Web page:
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The Boy from the Dragon Palace
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The Boy from the Dragon Palace

3.59  ·  Rating details ·  145 ratings  ·  34 reviews
One day, a poor flower seller drops his leftover flowers into the sea as a gift for the Dragon King. What does he get in return? A little snot-nosed boy—with the power to grant wishes! Soon the flower seller is rich, but what will happen if he forgets the meaning of "thank you?"
Hardcover, 32 pages
Published September 1st 2011 by Albert Whitman Company
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Average rating 3.59  · 
Rating details
 ·  145 ratings  ·  34 reviews

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Mar 24, 2016 rated it it was amazing
Who knew snotty children could make your dreams come true?
I like the illustrations to this story best. They are bright and colorful and remind me of several animated stories I've seen over the years. And thankfully, for as large a role as the snotty, sniffly nose plays in this story, there isn't really any snot in the pictures. Big relief for me! I much prefer cute or beautiful or silly illustrations to "cartoon gross" illustrations.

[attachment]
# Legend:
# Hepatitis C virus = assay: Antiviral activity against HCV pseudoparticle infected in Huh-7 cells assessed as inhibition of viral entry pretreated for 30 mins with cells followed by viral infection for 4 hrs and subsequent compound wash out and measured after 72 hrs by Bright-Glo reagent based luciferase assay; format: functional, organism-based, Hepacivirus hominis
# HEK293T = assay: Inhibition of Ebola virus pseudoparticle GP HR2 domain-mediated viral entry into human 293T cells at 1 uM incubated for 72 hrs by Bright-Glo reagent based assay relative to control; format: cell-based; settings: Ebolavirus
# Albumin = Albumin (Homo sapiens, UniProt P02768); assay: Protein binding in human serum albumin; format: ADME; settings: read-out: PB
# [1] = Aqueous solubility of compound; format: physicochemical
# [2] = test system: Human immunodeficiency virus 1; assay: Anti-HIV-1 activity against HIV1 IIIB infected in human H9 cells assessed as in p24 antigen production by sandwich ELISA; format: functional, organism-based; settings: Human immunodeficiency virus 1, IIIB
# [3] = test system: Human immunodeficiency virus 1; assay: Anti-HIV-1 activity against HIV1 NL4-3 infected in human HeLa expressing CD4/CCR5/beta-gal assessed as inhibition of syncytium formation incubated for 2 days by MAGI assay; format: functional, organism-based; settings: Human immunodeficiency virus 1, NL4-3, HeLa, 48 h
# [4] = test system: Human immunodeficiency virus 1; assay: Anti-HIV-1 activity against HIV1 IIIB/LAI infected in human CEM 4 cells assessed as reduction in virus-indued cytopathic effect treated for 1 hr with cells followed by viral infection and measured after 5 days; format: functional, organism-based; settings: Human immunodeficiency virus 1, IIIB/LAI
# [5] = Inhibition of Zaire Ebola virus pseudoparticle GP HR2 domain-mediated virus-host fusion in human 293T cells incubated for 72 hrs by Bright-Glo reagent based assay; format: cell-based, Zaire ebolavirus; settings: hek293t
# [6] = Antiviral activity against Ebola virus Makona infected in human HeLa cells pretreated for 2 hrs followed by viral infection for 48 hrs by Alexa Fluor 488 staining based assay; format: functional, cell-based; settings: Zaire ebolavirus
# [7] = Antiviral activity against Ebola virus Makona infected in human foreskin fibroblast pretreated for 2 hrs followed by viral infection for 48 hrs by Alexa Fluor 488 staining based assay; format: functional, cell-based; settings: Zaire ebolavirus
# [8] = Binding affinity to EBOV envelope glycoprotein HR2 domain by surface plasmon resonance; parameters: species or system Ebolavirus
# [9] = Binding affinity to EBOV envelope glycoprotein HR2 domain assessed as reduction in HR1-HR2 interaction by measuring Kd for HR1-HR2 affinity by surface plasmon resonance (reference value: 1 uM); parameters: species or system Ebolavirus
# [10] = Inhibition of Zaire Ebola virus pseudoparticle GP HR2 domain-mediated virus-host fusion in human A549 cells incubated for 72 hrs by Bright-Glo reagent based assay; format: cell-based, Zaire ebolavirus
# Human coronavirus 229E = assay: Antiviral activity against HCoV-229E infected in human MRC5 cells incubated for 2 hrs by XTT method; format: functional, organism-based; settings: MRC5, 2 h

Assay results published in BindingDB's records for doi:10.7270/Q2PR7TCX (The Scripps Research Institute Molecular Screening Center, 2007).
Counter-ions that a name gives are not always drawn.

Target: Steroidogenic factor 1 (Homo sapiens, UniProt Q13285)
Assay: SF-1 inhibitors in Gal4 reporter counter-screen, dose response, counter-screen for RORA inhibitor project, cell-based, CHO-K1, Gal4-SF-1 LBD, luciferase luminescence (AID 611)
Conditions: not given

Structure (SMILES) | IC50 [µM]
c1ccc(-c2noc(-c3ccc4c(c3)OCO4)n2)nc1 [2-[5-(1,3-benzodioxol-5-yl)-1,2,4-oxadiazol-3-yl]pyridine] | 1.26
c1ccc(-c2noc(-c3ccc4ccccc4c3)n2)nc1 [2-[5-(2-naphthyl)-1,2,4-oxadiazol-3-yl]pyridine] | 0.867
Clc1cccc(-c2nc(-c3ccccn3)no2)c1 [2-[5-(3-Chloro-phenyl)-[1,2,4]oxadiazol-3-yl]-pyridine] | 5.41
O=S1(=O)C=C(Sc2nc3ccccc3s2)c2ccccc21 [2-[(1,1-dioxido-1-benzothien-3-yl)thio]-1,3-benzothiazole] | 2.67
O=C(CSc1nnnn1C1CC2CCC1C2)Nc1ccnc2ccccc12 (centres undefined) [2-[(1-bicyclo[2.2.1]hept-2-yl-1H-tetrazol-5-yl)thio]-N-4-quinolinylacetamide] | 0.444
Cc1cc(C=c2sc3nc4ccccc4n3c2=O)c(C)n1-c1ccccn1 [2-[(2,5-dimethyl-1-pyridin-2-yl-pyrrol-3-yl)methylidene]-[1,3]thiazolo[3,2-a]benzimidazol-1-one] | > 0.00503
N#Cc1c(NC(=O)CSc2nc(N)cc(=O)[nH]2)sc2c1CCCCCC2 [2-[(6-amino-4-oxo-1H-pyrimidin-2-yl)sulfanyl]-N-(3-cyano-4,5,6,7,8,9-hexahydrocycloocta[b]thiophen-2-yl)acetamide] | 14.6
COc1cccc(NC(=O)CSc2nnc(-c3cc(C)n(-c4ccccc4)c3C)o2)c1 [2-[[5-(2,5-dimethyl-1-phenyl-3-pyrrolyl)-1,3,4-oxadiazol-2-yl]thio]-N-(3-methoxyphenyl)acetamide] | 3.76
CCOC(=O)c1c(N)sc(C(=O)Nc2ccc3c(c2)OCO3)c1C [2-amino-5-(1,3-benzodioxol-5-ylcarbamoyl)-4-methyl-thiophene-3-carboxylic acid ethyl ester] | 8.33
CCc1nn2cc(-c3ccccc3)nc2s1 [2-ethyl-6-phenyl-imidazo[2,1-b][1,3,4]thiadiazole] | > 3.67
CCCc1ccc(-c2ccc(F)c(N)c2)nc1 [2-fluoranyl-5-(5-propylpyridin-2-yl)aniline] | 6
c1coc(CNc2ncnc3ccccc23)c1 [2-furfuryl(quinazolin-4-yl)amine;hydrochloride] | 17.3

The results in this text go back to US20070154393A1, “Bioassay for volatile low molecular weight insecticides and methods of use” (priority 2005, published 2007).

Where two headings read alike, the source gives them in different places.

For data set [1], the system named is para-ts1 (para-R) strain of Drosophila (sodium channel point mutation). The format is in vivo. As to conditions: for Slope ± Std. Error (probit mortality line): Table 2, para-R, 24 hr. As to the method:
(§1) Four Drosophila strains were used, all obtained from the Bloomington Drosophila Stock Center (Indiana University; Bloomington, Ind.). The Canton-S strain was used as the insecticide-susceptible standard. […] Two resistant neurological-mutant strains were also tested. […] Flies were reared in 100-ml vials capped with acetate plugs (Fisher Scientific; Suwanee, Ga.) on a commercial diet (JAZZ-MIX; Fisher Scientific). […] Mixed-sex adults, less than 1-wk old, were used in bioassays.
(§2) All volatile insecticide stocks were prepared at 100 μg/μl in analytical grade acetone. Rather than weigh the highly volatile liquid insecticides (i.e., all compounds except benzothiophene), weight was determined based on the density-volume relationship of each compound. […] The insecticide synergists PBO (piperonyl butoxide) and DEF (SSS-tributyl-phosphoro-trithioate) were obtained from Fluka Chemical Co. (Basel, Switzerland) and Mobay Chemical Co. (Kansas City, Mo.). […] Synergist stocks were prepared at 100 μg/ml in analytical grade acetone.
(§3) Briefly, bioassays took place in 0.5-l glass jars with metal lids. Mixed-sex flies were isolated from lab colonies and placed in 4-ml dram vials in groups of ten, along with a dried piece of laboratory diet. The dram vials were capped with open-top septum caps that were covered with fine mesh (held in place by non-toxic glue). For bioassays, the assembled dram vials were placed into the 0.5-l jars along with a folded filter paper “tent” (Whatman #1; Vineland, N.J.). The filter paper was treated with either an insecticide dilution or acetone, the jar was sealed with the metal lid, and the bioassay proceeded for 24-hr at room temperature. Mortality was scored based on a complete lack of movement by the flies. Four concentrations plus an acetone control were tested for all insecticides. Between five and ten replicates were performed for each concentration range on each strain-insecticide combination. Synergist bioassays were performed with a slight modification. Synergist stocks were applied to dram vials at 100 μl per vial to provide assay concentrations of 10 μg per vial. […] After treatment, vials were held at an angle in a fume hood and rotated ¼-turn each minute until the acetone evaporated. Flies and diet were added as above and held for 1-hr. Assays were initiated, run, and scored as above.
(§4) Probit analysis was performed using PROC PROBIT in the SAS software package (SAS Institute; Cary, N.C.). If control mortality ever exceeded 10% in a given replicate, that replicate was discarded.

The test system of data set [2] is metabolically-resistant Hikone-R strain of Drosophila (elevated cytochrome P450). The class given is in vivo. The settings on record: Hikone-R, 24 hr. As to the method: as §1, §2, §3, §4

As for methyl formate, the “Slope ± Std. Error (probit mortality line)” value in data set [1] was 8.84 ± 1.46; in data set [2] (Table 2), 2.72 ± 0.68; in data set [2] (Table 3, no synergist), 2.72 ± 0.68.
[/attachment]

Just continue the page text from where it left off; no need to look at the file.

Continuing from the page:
Actually based on a real folk tale, one I hadn't heard before! And if you've read any of my other reviews, you know I'm a
Samantha Garcia
This story is an ancient folk tale from Japanese culture. The boy from the dragon place is a boy who grants all your wishes but in return, you must cook him shrimp every day. The shrimp must have vinegar and sugar. Did I mention he was a snotty-nosed boy? It doesn't seem to bad, just cook him the special shrimp, and get whatever your hearts desire in return? One day the snotty nosed boy did not get his shrimp, because the poor flower seller was tired of cooking it for him, and tired of hearing ...more